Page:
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The male gaze: Turning the screw

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It's been a while since trips to the theatre. I've been busy. But it's nice to see that it's the creative process that is at the heart of Kevin Kelly's Turning the Screw. And what gives rise to it. It's a dramatisation of the creative process leading up to composer Benjamin Britten's premiere of his opera, The Turning of the Screw. With deadlines approaching, Britten seems stuck over melodies and unsure about completing the piece for its summer premiere. But the selection of twelve-year-old choirboy David Hemmings in the leading role of Miles within the opera is the spark that motivates him to complete the piece. And his presence may stir other feelings, too. It's currently playing at the Kings Head Theatre .  Britten's fascination with young boys has been the subject of a detailed book, Britten's Children. The book suggests that Britten saw himself as a young boy of 13. It's almost as if he saw himself as Peter Pan, albeit if Peter Pan was a

Enablers: Anomaly @ORLtheatre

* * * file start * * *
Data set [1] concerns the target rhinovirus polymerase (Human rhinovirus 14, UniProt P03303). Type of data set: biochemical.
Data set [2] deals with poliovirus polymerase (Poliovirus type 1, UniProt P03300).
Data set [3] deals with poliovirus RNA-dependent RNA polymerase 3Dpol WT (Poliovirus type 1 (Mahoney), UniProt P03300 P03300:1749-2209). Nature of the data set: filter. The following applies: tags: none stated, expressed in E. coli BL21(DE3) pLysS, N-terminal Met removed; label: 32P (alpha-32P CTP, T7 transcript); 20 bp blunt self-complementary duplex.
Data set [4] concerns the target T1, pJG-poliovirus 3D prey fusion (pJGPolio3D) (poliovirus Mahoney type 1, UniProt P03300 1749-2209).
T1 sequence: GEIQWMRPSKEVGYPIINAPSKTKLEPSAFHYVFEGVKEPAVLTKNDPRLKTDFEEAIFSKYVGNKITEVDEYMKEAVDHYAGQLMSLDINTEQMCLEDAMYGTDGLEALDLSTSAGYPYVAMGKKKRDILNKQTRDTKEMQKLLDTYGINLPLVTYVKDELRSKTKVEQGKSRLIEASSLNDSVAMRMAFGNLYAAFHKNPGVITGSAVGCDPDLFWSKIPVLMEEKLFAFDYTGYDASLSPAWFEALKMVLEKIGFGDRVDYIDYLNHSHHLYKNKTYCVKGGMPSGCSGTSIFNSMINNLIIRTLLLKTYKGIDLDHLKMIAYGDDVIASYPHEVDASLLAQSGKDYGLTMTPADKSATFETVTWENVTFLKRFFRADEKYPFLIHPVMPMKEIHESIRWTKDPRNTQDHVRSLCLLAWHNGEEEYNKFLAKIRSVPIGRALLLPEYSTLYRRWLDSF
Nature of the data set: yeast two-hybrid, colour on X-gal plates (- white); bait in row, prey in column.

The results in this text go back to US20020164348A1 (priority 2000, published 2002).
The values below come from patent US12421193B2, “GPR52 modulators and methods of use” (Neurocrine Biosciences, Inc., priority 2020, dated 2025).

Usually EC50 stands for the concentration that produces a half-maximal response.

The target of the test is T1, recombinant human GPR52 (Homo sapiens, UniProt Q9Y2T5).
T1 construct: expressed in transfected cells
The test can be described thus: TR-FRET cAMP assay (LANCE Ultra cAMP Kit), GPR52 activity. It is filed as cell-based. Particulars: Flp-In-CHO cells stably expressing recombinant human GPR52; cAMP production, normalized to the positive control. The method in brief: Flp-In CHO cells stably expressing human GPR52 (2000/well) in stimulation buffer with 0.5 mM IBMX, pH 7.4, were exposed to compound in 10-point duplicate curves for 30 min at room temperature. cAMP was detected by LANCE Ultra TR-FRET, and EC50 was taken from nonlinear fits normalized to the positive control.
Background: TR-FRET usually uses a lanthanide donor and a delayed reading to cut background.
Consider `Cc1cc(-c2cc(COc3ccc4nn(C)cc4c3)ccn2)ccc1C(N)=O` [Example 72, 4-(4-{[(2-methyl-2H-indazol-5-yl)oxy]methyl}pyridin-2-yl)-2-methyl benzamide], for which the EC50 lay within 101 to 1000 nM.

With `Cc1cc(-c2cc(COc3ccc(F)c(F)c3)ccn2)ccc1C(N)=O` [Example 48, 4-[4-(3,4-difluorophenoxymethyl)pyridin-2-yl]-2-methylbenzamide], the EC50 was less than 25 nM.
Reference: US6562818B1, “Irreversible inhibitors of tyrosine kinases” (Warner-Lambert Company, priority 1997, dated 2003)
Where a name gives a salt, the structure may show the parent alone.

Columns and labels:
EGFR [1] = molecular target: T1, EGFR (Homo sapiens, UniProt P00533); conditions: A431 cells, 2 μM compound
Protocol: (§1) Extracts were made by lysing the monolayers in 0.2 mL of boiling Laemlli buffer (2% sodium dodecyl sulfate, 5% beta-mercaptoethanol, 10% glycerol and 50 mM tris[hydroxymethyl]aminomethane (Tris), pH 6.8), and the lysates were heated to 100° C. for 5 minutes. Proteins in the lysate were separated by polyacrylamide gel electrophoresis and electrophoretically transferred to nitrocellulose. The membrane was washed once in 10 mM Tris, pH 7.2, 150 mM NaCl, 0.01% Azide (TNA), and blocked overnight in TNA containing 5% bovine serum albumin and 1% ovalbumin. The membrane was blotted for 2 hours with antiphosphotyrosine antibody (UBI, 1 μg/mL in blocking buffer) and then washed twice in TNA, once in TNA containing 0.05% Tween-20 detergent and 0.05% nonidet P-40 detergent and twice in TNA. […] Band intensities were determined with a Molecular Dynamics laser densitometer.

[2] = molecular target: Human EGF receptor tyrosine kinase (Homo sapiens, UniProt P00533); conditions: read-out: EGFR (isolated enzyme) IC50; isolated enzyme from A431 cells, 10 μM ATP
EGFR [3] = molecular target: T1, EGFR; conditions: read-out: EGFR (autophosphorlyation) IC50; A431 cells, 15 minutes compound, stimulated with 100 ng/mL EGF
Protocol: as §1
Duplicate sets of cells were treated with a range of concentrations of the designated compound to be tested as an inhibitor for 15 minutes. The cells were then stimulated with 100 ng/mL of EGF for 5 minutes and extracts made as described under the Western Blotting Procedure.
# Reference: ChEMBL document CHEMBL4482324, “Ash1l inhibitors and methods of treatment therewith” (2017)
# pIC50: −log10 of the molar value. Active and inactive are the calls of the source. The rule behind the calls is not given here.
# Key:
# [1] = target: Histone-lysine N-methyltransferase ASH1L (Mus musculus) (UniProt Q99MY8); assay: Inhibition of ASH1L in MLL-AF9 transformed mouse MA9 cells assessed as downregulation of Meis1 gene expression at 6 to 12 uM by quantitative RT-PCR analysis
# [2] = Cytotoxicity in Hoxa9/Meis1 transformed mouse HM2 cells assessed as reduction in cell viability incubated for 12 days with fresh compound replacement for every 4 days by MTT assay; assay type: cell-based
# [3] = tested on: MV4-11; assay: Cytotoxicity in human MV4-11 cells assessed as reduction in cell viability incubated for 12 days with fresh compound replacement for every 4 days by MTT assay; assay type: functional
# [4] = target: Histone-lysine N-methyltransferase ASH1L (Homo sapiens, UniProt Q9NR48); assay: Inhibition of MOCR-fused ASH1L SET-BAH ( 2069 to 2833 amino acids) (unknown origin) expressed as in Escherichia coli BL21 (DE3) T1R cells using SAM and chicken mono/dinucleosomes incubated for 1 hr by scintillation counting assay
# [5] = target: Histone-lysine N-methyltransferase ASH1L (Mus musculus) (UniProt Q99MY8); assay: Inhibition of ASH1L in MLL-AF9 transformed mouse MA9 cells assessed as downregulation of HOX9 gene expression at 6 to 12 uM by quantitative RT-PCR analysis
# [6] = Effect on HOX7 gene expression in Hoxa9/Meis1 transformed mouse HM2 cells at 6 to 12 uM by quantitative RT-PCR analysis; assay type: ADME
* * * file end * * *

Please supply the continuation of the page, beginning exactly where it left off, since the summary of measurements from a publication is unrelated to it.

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There’s an awful lot of enabling going on in Anomaly. Liv Warden’s slick new play about three sisters whose father has been arrested for GBH after attacking their mother. He’s a Harvey Weinstein-like character who is the head of a big film studio. There’s money and film careers at stake. But not so much character development and so it’s a bit hard to understand any of them. It’s currently playing at the Old Red Lion Theatre . Everyone’s turned a blind eye to his past indiscretions and violent outbursts as there’s something in it for them. There’s Piper (Natasha Conley) the cold executive who is going to run the studio one day. If the other investors don’t pull the plug on the whole business following the scandal. Then there’s Penny (Katherine Samuelson) with the dazzling smile and breasts about to land a great film role thanks to her father’s connections.   But there’s a third sister, Polly (Alice Handoll). Out of rehab and slightly out of her mind. She’s meant to be the conscience of